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Summary: Dealing with friends and family that make bad decisions.

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Running, Rebelling, Ignoring…Bad Decisions, How Do We Handle Them?

Jonah 1:1-17

Jonah was given an order. God gave him a message and told Jonah to deliver it to Ninevah. It was cut and dry. No gray area here, just a direct message from God to travel to Ninevah and preach against the wickedness that had come before the Lord. But, it seems in this day and age, in a time with so many options that very few of our decisions are cut and dry. And, try as we may, we don’t always avoid making a bad decision. History has shown us that bad decisions carry consequences. Let’s take a look at some bad decisions:

In 1955, Sam Phillips sold a small recording company to RCA records for $35,000. It included an exclusive contract with a young man by the name of Elvis Presley. Mr. Phillips, in the process of what seemed a smart business transaction, unknowingly forfeited royalties on more than 1 billion records. This was a bad decision.

In 1936, Joe Schuester and Jerry Segal sold the rights to Superman for $65.00 a piece. In 1978, the movie Superman took in more than $134 million. This was a bad decision.

The Boston Red Sox won the 1915, 1916, and 1918 World Series on the back of their ace left-handed hurler George Herman Ruth. In 1919, the Sox sold Ruth to the New York Yankees where the Babe broke nearly every hitting record and won four more World Series rings. To this date, the Red Sox have not won another World Series Championship. This was a bad decision.

Finally, this bear should of just read the sign!!! This was a bad decision.

Jonah made a bad decision—he not only refused to go to Ninevah, but sought to escape to the city furthest away from Ninevah. Jonah felt the consequences of his decision just as the rest of us feel the consequences of our poor decisions. But, what about the crew of the ship Jonah boarded? They didn’t make a bad decision, and yet they suffered because of Jonah’s choices. What happens in our lives when we don’t make the decision ourselves, and the poor choice still effects us? How do we respond to those around us—our friends and family—that make poor decisions?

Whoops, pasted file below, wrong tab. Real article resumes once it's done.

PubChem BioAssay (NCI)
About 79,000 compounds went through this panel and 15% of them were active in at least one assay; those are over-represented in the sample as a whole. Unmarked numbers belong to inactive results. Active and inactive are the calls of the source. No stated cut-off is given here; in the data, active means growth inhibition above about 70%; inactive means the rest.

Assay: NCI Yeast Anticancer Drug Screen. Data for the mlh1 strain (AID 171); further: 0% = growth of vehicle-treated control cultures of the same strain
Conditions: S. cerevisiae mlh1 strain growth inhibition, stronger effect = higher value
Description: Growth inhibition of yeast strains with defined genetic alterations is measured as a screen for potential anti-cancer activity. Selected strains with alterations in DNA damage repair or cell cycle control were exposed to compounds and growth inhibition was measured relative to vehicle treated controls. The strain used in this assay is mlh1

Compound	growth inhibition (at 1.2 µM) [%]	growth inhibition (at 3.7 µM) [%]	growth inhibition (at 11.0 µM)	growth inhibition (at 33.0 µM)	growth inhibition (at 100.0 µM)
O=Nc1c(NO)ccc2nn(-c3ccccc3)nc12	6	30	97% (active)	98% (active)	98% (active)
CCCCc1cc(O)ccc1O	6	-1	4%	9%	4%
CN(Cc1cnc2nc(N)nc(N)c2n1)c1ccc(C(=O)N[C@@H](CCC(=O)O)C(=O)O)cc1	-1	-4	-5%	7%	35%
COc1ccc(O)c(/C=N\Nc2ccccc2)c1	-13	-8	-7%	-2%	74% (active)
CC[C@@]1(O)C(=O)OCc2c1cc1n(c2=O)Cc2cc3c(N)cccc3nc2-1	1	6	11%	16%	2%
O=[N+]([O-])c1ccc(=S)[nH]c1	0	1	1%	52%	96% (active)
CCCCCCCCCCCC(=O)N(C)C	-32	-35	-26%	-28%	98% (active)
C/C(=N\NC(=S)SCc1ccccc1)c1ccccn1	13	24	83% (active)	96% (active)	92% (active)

In order to effectively answer this question, I think we need to first take a look at how people make poor decisions. Whereas it seems there are a ton of reasons we make poor decisions, I am going to suggest three main reasons.

First, we make bad decisions by running from God. Jonah is a prime example. In his reluctance to obey God, he runs to Tarshish to avoid Ninevah altogether. My Sophmore year at USI, I ran from God. My girlfriend of 4 years had left town to attend a school in Birmingham, AL, and with my soccer schedule at USI, I was only able to see her about every 3-4 months for a day at a time. It was a frustrating and scary time for me, as God was telling me to let her go and experience a little freedom. But, as a young man in college, I knew the minds of young men in college, and was fully aware that the men of Samford University weren’t about to respect the relationship boundaries of a boy from Evansville and his high school sweetheart. Instead of listening to God and seeking the comfort of His word I quickly joined the campus party scene and was not quick to leave. In the process, I nearly sacrificed my calling to ministry and my soon to be marriage to my high school sweetheart, beautiful wife, and mother of my soon to be three children—Kathy. Bad decisions are made when we hear God calling clearly, and we run the other way. We know that God’s desire for our lives is to mold us and make us into what He wants us to be, and to many of us and to our friends and family, that idea of change becomes to much, and so we run. And, running from God is a bad decision.


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